Generally when a polynomial is divided by a binomial there is a remainder.
Consider the polynomial function f (x) = x3 + 6 x2 – x – 30. Divide the polynomial f (x) by the binomial x + 3.
Observe that, the remainder is 0.
When you divide a polynomial by one of its binomial factors, the quotient is called a depressed polynomial.
Here the quotient or the depressed polynomial is x2 + 3 x – 10.
From the results of the division and by using the Remainder Theorem, we can write the following statement.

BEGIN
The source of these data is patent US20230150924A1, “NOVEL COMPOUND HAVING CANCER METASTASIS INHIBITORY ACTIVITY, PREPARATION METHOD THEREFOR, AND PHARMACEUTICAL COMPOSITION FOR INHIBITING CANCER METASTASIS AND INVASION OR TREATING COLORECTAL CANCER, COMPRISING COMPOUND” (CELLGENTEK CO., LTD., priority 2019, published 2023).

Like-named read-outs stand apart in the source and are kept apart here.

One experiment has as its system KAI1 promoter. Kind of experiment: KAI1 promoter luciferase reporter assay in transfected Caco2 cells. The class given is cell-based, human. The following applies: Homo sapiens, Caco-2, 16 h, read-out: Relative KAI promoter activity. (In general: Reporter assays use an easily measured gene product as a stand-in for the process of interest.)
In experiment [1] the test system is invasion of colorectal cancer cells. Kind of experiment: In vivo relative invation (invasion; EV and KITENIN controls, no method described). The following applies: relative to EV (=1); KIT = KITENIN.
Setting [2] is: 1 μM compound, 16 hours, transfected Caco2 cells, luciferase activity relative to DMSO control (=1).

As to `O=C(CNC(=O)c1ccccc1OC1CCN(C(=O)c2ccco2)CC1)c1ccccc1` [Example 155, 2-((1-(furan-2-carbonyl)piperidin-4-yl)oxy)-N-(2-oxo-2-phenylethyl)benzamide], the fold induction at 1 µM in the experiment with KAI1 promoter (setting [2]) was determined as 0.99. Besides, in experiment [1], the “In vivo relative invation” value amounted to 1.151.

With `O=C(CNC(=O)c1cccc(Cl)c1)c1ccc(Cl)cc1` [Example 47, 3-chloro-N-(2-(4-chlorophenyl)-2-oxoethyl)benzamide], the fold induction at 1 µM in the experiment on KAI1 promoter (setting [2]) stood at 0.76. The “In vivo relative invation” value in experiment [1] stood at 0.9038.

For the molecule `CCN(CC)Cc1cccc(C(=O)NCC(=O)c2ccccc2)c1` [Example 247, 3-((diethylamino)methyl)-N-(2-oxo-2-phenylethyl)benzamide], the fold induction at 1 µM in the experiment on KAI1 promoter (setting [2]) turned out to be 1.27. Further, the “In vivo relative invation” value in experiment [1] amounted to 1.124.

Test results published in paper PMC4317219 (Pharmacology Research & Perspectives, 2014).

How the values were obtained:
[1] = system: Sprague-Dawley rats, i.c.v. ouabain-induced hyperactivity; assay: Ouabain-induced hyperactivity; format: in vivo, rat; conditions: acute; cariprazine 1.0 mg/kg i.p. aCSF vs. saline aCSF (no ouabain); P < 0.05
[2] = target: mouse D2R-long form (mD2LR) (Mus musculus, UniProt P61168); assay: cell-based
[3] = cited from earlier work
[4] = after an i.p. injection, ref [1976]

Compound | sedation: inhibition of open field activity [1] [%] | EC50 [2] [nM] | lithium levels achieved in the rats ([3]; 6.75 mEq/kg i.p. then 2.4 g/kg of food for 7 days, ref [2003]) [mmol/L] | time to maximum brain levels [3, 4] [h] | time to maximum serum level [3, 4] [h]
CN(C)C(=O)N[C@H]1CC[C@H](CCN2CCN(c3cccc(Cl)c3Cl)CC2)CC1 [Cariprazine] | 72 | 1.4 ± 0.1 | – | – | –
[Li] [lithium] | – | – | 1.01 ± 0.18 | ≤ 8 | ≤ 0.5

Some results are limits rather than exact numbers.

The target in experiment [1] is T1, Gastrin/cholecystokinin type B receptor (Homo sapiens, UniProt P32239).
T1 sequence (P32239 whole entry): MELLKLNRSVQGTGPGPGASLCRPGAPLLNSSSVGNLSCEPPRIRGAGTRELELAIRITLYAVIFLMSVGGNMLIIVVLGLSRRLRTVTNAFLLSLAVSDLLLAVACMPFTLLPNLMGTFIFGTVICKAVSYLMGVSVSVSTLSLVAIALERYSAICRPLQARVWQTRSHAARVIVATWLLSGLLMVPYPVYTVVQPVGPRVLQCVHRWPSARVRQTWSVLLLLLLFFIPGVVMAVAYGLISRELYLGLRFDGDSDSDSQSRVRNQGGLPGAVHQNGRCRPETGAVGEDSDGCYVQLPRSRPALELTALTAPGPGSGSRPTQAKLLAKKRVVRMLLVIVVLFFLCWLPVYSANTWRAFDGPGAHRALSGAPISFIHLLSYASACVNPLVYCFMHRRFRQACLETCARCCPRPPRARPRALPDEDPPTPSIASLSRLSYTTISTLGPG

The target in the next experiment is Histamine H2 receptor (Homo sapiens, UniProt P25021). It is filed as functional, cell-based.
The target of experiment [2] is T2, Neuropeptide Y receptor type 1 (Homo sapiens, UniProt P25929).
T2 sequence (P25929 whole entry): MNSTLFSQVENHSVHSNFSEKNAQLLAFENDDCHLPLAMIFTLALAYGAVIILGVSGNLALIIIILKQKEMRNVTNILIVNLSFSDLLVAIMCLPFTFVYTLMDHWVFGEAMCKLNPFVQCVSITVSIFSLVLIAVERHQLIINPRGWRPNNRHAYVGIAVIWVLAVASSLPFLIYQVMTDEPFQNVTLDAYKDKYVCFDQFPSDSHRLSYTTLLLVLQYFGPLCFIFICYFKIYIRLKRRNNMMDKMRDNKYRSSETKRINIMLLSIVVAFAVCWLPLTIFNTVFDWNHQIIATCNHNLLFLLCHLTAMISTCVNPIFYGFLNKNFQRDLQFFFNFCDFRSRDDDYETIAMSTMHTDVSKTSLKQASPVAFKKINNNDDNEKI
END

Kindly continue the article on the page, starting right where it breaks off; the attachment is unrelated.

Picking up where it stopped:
x3 + 6 x2– x – 30 = ( x2 + 3 x – 10)( x + 3) + 0.
Since the remainder is 0, the function value at –3 is 0 or f (–3) = 0. This means that the binomial x + 3 is a factor of the polynomial function f (x) = x3 + 6 x2– x – 30.
This illustrates the Factor Theorem.
A polynomial f (x) has a factor (x – k) if and only if f (k) = 0 where f (x) is a polynomial of degree and k is any real number.